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Jakarta mulls e-scooter ban from sidewalks after fatal accident

Jakarta mulls e-scooter ban from sidewalks after fatal accident

GrabWheels was launched in Jakarta in May 2019. (Photo: Facebook/GrabID)

JAKARTA: The Jakarta government is planning to ban the use of electric scooters on sidewalks, following the deaths of two riders who were hit by a car in the early hours of Monday (Nov 11).

Officials are currently drafting new regulations which will force riders of e-scooters to wear helmets and to ride only on bike lanes.  

The rental hours of the e-scooters might also be restricted to between 5am and 11pm, and only those who have reached 18 years old can use the service. 

Jakarta Transportation Agency head Mr Syafrin Liputo told CNA on Friday that the e-scooters will not be allowed during Jakarta's Car Free Day events.

"We're still drafting the regulations, which are needed to ensure people's safety,” he said.

Any violations of the regulations, planned to be implemented in December, could result in a fine of 500,000 rupiah (US$35.50) or two-month jail, he added. 

Known as GrabWheels, e-scooters roaming the streets of Indonesia’s capital Jakarta are rented out by ride-hailing company Grab Indonesia.

READ: More than 100 e-scooter riders issued warnings on first day of ban in Singapore  

The company said in a meeting with the Transport Ministry on Thursday that it supported the government’s plan to introduce the new regulations.

Grab Indonesia President Mr Ridzki Kramadibrata said safety features would be put in place in view of the incident. 

“No more than one person can use one scooter, parents cannot allow their children to use a scooter … and we want to create a monitoring programme whether through technology or social media,” he said, according to a press release issued by the ministry.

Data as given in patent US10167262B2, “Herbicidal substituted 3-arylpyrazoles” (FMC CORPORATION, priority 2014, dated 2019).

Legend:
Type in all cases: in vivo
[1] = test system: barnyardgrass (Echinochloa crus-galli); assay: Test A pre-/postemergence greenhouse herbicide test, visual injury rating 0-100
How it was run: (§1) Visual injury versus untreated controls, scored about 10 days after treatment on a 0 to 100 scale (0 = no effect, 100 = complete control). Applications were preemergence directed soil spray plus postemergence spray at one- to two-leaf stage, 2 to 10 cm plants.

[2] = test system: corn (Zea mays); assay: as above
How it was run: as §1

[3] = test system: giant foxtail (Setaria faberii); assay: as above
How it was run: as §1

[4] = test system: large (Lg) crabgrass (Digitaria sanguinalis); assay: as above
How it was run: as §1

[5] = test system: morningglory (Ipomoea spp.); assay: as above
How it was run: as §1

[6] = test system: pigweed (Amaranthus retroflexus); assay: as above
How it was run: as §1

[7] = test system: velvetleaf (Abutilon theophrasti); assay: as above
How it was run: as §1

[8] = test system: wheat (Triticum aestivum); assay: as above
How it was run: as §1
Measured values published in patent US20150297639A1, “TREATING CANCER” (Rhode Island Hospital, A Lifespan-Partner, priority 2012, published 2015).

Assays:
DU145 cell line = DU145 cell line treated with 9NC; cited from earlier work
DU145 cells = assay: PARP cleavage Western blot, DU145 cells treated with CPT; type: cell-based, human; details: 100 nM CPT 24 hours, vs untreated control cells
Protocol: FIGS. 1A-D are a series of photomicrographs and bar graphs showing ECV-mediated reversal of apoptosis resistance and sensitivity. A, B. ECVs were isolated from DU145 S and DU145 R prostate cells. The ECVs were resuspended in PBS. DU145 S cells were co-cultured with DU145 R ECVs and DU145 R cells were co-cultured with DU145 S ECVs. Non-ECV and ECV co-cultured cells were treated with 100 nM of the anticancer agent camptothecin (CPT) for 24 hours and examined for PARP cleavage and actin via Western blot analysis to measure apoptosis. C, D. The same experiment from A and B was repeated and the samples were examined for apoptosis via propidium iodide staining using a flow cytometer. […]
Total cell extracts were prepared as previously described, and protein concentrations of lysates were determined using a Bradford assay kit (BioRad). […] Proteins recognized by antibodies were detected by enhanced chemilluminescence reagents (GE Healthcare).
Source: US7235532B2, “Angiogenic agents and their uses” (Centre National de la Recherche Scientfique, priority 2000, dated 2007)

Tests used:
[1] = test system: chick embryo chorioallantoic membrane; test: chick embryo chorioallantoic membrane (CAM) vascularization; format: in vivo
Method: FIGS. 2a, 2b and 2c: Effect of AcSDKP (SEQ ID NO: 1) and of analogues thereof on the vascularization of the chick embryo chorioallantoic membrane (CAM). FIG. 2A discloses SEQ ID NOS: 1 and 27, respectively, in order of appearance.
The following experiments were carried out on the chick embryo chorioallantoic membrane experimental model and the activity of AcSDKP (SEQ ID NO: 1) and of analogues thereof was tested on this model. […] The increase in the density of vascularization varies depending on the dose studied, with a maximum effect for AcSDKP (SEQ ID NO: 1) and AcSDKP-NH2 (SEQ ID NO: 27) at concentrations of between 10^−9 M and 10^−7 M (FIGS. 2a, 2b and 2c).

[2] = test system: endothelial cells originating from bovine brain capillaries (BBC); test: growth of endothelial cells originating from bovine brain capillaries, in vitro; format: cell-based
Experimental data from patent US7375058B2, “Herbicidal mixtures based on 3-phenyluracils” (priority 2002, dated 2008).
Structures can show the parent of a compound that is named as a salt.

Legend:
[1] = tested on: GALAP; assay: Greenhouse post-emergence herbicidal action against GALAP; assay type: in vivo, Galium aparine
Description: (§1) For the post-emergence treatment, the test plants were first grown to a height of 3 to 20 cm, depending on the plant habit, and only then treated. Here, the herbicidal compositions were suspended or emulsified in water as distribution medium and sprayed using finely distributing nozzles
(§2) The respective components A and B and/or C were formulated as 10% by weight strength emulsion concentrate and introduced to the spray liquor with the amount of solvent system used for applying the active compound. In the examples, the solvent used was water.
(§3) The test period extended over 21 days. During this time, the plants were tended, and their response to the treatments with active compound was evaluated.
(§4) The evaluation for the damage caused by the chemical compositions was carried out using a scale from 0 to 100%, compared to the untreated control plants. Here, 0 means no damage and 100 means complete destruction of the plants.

Mr Kramadibrata said Grab would not discontinue the rental service, adding that the company would explore the possibility of providing helmets to users. 

READ: E-scooter rider charged with causing death of cyclist in Bedok


In the Monday accident, the victims, 18-year-olds Wisnu and Ammar, were riding on one scooter when a car hit them from behind at around 3.45am in Senayan.   

Their four other friends, who were also riding scooters, were injured in the accident, Jakarta Traffic Police subdivision head Commissioner Fahri Siregar said.

“The car driver wanted to overtake a minibus in front of him. When he went into the left lane, he hit three scooters.

"The two riders passed away,” Mr Siregar told reporters.

People ride on an e-scooter along the Marina Bay in Singapore on Feb 19, 2019. (Photo: AFP/Roslan Rahman)

The car driver has been named as a suspect for allegedly driving under the influence of alcohol, Mr Siregar added. 

If convicted of drunk driving, the suspect could be sentenced to six years of imprisonment.

READ: E-scooter ban on footpaths in Singapore - 5 things you need to know 


Following its launch in May 2019, GrabWheels is available in designated areas such as Jakarta’s international sporting venue Gelora Bung Karno in Senayan.

The government noted that the e-scooters have caused damage to the wooden boards when users ride on pedestrian bridges. 

In the Thursday meeting with Grab, the Transport Ministry said it would restrict the operating area of e-scooters. 

"For the time-being, e-scooters are only allowed to operate on bicycle lanes. Not on sidewalks and not on pedestrian bridges, because it is dangerous if they are sharing one lane with motorbikes and cars,” said Mr Budi Setiyadi, the ministry's director-general for land transportation. 

Jakarta resident Ms Atid Juni is in favour of the proposed regulations. 

The 36-year-old has used the e-scooter once and felt it is dangerous, even if one wears a helmet.

"There should be a dedicated lane for e-scooters because the riders can hit someone else (on bicycle lanes)," Ms Juni told CNA. 

Meanwhile, e-scooters are also banned on sidewalks in other countries.

Neighbouring Singapore has just banned electric scooters on the city-state’s sidewalks and offenders will be fined S$2,000 beginning 2020.

In some cities in Europe and the United States, e-scooters are also banned from pavements with offenders facing a range of penalties.

Source: CNA/ks(tx)


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